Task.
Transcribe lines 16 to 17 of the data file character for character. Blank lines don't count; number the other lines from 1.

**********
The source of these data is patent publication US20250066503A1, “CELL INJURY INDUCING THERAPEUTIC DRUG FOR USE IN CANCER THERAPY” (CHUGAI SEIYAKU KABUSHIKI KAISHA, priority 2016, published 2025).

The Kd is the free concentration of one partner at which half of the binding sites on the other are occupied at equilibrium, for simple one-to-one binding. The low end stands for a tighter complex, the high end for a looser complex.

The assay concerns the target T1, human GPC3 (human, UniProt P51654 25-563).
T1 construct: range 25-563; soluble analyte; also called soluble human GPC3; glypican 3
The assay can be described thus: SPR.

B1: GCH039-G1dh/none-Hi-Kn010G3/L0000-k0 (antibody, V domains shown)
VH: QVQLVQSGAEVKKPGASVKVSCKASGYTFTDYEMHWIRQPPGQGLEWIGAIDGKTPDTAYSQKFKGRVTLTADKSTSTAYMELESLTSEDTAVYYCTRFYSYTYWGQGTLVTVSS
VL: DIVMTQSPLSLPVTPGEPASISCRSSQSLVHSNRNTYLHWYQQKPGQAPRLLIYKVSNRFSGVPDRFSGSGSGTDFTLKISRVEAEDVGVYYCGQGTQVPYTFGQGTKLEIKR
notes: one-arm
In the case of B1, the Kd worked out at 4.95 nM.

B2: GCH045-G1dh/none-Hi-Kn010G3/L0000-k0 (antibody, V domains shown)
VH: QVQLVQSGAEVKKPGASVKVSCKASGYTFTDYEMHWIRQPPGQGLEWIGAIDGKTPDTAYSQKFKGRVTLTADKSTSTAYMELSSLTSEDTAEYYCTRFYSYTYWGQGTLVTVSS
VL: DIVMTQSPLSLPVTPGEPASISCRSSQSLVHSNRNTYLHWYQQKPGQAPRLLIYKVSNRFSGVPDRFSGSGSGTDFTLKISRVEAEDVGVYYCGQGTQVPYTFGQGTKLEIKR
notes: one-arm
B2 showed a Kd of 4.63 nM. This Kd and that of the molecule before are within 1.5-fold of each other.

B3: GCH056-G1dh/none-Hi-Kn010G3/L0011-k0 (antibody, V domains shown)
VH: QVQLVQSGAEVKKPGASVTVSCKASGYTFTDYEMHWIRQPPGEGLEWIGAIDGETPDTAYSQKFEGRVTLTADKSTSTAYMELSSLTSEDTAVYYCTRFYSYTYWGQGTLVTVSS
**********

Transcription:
B3: GCH056-G1dh/none-Hi-Kn010G3/L0011-k0 (antibody, V domains shown)
VH: QVQLVQSGAEVKKPGASVTVSCKASGYTFTDYEMHWIRQPPGEGLEWIGAIDGETPDTAYSQKFEGRVTLTADKSTSTAYMELSSLTSEDTAVYYCTRFYSYTYWGQGTLVTVSS